by Donna Pucciani

             The Museum of Modern Art
                                         New York

Egg shells and styrofoam,
a guitar, half a pear,

staircase, moon, marble,
a clock rising behind a viaduct,

sharp edges or the blended blood
of a dream gone bad.

Piano and metronome,
fish and cat, water in a jug,

lemons and leaves, reclining nudes,
violins, numerals, a saxophone tree,

strange birds, guns and circles.
A pipe not a pipe, a boating party,

a village in Norway, a woman
covering her ears against the wind.

The night is dark, the windows lit.
The rocks are for suffering,

a sky of spinning suns.  See
the gypsy with a vase

and a lute, a stick in one hand,
a lion sniffing a sleeping corpse,

no footprints in the sand.
Ah, to be in Avignon

like the
demoiselles with their grapes
and bold prisms of breasts,

pink thighs, eyes scarred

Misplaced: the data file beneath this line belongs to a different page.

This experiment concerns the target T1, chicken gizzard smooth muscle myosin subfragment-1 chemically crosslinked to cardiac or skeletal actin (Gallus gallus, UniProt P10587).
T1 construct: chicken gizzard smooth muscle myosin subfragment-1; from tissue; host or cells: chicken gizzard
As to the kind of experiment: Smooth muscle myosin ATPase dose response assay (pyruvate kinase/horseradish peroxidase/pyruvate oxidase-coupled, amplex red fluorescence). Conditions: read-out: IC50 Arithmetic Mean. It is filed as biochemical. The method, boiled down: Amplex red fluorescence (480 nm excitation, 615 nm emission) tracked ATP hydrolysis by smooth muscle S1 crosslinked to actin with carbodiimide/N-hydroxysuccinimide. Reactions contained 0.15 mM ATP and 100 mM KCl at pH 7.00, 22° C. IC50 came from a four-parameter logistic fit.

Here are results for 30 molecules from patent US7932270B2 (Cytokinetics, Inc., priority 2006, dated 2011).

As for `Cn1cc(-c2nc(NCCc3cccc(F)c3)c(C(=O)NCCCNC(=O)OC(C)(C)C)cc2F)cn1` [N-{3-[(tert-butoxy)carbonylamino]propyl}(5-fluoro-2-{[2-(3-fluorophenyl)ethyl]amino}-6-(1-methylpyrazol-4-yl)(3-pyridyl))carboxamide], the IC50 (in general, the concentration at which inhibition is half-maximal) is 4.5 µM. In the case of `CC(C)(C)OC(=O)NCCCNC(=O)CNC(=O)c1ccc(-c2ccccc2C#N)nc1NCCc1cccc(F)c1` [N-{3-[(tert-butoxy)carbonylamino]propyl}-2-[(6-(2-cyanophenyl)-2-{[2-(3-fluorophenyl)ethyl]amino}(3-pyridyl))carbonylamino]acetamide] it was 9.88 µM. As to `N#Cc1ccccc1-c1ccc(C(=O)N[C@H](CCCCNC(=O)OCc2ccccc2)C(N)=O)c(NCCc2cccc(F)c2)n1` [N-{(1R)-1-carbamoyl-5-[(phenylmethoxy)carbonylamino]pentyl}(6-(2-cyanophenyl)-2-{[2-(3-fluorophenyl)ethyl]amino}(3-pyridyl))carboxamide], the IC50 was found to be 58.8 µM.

with lost innocence, the deep furrows

of a thousand wounded days.
No cures here

for flu or loneliness.
And yet, the flowered wallpaper

whispers of a fishbowl.  Be looking
always, all ways.  Your crystal gaze

follows the golden fish
darting through little space,

making the minutes die off
like so many bubbles.


Donna Pucciani is a Chicago-based poet.  Her work has been
translated into Chinese, Japanese, German, and Italian.  She has
won awards from the Illinois Arts Council, the National
Federation of State Poetry Societies, and other organizations.  
Pucciani’s sixth and most recent book of poetry is
A Light
Dusting of Breath

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Apple Valley Review:
A Journal of Contemporary

ISSN 1931-3888

Volume 11, Number 2
(Fall 2016)

Copyright © 2016
by Leah Browning, Editor.  

All future rights to material
published in the
Valley Review
are retained
by the individual authors
and artists.